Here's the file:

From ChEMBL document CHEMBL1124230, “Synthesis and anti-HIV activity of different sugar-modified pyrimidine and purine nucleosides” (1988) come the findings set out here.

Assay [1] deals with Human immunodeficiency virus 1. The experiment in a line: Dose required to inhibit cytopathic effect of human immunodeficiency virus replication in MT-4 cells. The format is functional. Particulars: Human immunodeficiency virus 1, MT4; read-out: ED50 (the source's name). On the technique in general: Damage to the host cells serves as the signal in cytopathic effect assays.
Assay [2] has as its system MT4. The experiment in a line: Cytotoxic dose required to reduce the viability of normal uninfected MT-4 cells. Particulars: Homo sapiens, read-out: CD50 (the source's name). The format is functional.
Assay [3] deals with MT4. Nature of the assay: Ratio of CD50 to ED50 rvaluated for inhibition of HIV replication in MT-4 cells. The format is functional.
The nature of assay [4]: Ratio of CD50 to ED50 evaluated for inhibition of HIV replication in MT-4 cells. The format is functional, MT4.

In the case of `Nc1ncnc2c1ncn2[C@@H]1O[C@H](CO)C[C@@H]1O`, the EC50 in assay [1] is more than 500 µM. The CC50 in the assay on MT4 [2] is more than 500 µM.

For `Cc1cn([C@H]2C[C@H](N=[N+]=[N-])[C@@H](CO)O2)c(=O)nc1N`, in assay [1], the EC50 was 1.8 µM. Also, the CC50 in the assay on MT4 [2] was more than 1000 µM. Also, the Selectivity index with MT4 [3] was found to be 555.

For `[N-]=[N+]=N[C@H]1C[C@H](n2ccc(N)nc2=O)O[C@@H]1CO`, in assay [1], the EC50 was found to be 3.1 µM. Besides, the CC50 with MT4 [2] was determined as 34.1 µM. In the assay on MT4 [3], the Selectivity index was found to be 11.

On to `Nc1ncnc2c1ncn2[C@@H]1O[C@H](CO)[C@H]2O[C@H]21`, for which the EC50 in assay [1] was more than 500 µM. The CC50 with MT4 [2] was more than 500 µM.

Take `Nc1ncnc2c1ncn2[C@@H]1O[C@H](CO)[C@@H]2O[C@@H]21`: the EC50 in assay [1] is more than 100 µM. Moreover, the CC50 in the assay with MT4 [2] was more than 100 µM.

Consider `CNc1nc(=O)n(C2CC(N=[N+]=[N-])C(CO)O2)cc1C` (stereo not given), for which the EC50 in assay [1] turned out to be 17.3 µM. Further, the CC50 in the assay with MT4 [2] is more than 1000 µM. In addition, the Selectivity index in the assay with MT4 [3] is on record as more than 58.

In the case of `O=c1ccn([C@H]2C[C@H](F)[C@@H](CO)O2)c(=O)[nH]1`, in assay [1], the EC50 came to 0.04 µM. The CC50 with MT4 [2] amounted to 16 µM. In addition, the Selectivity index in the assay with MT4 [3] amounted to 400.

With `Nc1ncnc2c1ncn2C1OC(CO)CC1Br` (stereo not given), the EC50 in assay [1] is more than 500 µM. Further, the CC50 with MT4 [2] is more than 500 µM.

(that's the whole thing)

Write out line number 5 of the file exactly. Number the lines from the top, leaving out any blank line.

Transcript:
The nature of assay [4]: Ratio of CD50 to ED50 evaluated for inhibition of HIV replication in MT-4 cells. The format is functional, MT4.